Breast Screening
Cervical Screening
Bowel Screening
Diabetic Retina Screening


Agreement reached on Provision of Nursing Staff for Colposcopy Services

The Board of the National Cancer Screening Service (NCSS) today published its first Annual Report. Since its establishment in January 2007, the Board has overseen the national expansion of BreastCheck - The National Breast Screening Programme and the introduction of CervicalCheck - The National Cervical Screening Programme. In addition, significant policy development work has been undertaken and detailed in the report.

The pioneering, clinical-led model developed for BreastCheck has proven successful in minimising the risks associated with breast screening. The aim of BreastCheck is to detect breast cancer at the earliest possible stage. To be effective it is imperative that women attend their screening appointment when invited. Service standards and quality assurance systems are in place throughout BreastCheck to minimise the risk of a cancer misdiagnosis, ensuring women can retain their confidence in the service. To date, BreastCheck has provided almost 450,000 free mammograms to over 206,800 women and detected over 2,700 breast cancers.

The OECD has ranked BreastCheck fifth in the world for percentage of women screened in its 2007 ‘Health at a Glance’ survey, ahead of long established screening programmes in countries including the UK, USA, France and Australia.

One of the major features of the establishment of the NCSS was the transfer out of the HSE of the former Irish Cervical Screening Programme, Phase One. A clear objective of the Minister for Health and Children was to see a quality assured national cervical screening programme implemented nationally. The successful BreastCheck model has been used and adapted for CervicalCheck – The National Cervical Screening Programme.  CervicalCheck became available to the 1.1 million women aged 25 to 60 years living in Ireland on 01 September 2008.

Approximately 2-5% of women screened as part of the CervicalCheck programme will require access to colposcopy services. The NCSS is making a major investment in colposcopy services at 15 locations nationwide to enhance the service delivered to women as part of the CervicalCheck programme. A major element of this investment is the provision of adequate staffing levels to support a quality assured, consultant-led colposcopy service. The NCSS has now reached agreement for the provision of colposcopy nurses, health care assistants, administration and support staff at each of the 15 locations.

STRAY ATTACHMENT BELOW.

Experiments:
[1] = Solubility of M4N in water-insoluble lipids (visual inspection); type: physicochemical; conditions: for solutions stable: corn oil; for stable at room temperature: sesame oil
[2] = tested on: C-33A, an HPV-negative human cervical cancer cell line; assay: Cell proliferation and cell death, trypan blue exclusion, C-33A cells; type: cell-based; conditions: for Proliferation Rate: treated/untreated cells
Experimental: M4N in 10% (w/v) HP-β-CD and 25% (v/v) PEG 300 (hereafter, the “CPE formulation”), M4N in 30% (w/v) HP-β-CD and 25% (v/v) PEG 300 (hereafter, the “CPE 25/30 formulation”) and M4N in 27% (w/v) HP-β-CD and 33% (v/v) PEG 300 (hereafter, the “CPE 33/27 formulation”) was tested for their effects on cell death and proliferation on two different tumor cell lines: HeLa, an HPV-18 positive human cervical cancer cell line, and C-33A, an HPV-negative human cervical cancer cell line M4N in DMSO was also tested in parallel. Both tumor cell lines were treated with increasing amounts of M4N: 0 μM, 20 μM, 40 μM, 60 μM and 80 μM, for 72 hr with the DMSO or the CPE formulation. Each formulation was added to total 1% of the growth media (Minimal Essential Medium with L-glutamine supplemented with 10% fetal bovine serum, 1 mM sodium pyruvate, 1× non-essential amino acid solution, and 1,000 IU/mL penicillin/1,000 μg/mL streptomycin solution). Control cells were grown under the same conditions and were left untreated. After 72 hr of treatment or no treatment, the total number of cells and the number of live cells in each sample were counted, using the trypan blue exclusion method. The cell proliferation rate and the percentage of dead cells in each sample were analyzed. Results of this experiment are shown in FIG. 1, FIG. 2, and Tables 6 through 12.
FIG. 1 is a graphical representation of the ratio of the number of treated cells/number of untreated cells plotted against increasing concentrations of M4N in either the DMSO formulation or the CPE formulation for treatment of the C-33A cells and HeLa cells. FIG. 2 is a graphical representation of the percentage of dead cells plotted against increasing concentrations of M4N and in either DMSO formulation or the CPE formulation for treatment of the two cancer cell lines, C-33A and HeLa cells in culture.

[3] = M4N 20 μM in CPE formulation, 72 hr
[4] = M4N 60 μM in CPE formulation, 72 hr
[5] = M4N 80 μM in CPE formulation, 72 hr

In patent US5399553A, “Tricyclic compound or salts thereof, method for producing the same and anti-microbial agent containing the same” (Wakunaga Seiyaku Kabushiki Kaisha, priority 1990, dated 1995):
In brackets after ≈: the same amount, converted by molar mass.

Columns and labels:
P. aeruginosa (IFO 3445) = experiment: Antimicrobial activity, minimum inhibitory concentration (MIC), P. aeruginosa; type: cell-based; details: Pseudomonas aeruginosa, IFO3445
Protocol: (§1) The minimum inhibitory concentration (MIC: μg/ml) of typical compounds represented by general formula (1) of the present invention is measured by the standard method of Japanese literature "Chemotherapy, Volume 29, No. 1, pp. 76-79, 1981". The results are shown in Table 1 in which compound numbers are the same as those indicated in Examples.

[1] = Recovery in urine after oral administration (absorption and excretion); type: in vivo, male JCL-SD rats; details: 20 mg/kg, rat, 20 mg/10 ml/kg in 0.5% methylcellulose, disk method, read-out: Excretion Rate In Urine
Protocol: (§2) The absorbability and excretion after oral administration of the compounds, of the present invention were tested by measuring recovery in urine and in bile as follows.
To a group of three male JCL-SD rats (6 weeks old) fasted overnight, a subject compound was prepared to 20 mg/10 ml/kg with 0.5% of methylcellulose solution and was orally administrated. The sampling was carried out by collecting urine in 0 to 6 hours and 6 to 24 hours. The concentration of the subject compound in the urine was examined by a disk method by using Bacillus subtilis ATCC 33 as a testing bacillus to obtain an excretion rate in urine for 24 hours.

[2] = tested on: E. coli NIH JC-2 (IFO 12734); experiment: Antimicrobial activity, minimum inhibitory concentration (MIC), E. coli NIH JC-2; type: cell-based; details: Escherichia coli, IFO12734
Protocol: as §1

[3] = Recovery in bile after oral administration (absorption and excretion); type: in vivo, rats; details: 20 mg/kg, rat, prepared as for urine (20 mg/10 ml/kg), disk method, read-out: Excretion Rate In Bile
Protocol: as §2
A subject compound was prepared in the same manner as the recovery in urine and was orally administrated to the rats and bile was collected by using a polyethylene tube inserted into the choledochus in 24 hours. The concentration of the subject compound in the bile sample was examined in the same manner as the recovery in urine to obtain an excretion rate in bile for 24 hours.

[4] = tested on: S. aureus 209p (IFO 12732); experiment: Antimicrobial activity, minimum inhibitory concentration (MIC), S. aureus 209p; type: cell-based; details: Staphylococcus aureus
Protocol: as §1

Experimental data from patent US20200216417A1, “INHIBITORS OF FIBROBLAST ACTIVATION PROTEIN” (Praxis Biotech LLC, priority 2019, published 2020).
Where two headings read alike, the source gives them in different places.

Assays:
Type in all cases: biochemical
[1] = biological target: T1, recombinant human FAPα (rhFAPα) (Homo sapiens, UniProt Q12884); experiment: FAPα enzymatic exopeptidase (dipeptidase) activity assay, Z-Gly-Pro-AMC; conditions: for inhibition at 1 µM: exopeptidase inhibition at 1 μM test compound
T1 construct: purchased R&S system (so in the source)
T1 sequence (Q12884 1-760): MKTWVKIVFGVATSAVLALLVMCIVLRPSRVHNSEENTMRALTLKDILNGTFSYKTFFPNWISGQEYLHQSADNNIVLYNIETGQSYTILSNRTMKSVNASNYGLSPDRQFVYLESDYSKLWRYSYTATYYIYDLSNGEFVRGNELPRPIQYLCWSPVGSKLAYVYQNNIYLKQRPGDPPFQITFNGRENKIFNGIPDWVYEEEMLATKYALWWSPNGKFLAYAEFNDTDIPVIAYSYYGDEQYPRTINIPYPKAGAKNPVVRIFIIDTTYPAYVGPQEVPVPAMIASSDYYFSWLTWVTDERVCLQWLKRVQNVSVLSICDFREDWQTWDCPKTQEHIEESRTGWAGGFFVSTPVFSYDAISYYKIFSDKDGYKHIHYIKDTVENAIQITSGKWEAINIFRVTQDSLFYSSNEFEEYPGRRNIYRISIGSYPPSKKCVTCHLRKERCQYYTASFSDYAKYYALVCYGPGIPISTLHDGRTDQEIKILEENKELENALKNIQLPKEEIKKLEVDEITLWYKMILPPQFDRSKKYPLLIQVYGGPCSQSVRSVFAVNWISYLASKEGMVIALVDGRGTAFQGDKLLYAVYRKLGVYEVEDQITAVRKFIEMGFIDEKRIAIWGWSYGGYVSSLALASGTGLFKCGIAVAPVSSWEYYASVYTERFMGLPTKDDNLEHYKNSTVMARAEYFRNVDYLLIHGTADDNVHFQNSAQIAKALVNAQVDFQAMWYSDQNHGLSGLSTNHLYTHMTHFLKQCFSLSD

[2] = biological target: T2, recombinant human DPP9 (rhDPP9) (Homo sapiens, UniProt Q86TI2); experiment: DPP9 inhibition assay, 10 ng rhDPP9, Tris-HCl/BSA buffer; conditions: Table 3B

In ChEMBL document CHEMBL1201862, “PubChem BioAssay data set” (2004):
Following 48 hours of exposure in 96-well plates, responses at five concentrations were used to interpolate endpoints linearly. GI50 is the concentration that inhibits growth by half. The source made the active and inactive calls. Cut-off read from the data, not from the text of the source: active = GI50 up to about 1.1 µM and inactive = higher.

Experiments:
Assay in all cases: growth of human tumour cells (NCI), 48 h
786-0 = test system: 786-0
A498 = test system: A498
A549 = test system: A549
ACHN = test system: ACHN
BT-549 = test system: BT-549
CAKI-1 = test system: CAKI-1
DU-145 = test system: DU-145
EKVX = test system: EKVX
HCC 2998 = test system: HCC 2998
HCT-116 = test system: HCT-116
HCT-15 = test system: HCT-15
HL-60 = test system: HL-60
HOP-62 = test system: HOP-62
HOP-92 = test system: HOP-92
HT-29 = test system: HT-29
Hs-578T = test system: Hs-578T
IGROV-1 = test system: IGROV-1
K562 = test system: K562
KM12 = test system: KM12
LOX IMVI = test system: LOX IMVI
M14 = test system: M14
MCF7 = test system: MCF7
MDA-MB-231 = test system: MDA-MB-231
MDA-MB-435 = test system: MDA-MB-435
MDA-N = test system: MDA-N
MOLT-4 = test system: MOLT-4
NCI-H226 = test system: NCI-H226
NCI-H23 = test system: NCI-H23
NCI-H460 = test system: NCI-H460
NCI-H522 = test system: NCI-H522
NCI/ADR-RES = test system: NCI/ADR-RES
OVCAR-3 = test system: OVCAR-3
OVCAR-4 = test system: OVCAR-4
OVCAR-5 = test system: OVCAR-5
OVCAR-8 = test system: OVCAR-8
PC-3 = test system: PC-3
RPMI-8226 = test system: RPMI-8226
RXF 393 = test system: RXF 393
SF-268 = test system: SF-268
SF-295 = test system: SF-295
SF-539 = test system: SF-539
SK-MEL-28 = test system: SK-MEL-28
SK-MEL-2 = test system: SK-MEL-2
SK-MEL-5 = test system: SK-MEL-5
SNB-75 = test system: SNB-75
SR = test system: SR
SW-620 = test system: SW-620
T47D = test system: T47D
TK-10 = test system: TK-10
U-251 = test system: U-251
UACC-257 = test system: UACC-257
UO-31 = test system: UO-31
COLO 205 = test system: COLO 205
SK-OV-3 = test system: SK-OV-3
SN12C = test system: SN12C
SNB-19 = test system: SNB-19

Key to colposcopy service provision is to ensure that women can access colposcopy services within international best practice timeframes; the adherence to quality assured clinical practice and the achievement of best clinical outcomes for women. The NCSS will be responsible for the monitoring and audit of colposcopy services to ensure the quality assured standards are adhered to.

The NCSS Board’s mandate also includes a policy, development and advisory role. This has related initially to formulating recommendations for a colorectal screening programme and the establishment of an Expert Group on Hereditary Cancer Risk comprising of experts in the areas of breast cancer, colorectal cancer, cancer epidemiology and medical genetics.

At the request of the Minister for Health and Children, the Board of the NCSS undertook a thorough review of the role of HPV vaccines in the prevention and control of cervical cancer. The Board is also empowered to provide advice to the Minister for Health and Children relating to other screening developments and has advised on the evidence base for introducing additional screening programmes for prostate, lung and bladder cancer. 

Commenting on the contents of the first Annual Report, NCSS Chief Executive Officer Tony O’Brien said: “Since the establishment of the NCSS, exceptional growth and development has been accomplished. One of the main priorities for the NCSS in the year ahead is to complete the national expansion of BreastCheck, bringing this vital service to all women aged 50-64 living in Ireland. In addition, the Board will continue to assess new and emerging evidence in screening benefits to ensure the services delivered by the NCSS are world class leaders in the provision of population based cancer screening.”

The National Cancer Screening Service Annual Report 2007-2008 is available to view and download at  


Since the service began, a total of 442,612 BreastCheck mammograms have been provided to women aged 50 to 64 and 2,717 breast cancers have been detected and treated (2000–September 2008).

BreastCheck began screening in the South and West in December 2007. It is estimated that there are more than 149,000 women to be screened in the expansion area and that the first round of screening will take over 24 months to complete, commencing December 2007.